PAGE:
You’ve probably never heard of Martin J. Sklar. But you should have.
For Rian Malan, seeking atonement doesn’t necessarily mean one will attain it.
The Third World collides with the First in Atticus Lish’s Preparation for the Next Life.
For years, radioactive waste has seeped into swampland, canals—even drinking water. Now a few families are fighting to hold the polluters accountable.
Countering Ebola will require a whole new set of protections and priorities, which should emerge from the medical and public health communities—not the national security state.
Voters in fourteen states—many with tight races—will face new restrictions at the polling booth for the first time in November.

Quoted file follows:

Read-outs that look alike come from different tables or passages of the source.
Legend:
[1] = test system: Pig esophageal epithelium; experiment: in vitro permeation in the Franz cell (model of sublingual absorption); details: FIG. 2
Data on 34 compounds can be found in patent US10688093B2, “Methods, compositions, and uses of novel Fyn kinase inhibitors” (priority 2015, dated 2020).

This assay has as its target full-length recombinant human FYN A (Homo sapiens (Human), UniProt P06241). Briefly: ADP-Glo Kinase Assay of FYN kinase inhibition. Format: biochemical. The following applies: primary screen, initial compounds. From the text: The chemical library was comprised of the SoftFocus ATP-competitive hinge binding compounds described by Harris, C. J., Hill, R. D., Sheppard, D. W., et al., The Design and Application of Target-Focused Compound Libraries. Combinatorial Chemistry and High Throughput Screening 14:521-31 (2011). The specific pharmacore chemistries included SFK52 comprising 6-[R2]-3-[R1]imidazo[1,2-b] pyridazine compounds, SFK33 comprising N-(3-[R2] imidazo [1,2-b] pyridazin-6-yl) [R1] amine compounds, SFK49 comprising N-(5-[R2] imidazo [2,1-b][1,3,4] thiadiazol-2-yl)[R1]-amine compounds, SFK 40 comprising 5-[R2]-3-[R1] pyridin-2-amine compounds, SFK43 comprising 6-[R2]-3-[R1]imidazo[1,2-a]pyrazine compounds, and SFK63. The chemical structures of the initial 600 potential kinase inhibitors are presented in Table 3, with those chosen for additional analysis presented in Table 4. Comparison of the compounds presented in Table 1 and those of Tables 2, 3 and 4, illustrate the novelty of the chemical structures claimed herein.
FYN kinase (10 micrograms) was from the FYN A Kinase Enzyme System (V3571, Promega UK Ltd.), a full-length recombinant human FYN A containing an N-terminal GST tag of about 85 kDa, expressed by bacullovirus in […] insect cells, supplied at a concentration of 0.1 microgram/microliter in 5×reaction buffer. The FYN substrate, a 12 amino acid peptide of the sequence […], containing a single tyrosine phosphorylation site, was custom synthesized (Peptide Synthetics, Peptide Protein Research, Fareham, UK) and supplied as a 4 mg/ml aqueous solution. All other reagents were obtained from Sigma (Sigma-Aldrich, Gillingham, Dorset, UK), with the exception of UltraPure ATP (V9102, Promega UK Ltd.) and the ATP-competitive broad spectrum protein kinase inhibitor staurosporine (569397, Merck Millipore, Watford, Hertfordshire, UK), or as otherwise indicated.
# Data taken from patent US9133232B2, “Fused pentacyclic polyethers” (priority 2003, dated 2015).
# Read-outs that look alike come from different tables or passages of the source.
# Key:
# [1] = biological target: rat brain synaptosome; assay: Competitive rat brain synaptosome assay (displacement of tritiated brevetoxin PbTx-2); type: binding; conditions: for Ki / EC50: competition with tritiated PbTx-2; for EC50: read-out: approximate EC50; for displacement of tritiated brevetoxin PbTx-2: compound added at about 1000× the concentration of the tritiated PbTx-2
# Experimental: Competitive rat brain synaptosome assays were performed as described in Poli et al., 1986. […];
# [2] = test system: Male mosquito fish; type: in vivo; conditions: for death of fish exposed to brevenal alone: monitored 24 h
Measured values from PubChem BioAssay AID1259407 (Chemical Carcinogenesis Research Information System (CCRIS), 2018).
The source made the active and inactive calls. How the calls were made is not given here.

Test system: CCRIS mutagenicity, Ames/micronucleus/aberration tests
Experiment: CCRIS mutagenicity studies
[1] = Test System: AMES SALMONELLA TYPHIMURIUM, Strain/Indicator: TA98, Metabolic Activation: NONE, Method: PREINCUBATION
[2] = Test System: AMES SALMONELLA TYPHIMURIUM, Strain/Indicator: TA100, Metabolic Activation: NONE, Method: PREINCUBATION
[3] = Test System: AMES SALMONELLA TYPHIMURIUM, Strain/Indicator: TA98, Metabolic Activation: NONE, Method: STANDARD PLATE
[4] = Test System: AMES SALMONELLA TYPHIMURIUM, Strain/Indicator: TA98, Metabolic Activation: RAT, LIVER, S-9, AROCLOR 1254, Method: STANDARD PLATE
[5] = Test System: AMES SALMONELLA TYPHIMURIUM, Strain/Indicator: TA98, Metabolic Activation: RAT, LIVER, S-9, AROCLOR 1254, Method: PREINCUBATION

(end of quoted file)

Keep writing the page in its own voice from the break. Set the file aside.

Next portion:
The New York Times columnist discusses his new book, Fire Shut Up in My Bones.
Does higher education in America offer young women a ticket to the middle class—or entrench class divisions that are only getting wider?
Micah Sifry’s new book offers some answers, but misses important shifts in the power base of traditional progressive organizing.
Ganz seems to think my book blames technology alone for the Internet’s failure to democratize politics. That’s far from the case.
The case of Ayyub Abdul-Alim fits a decades-long pattern of government criminalization of African-American Muslims.
Why are we letting these serious social problems be handled by the criminal justice system?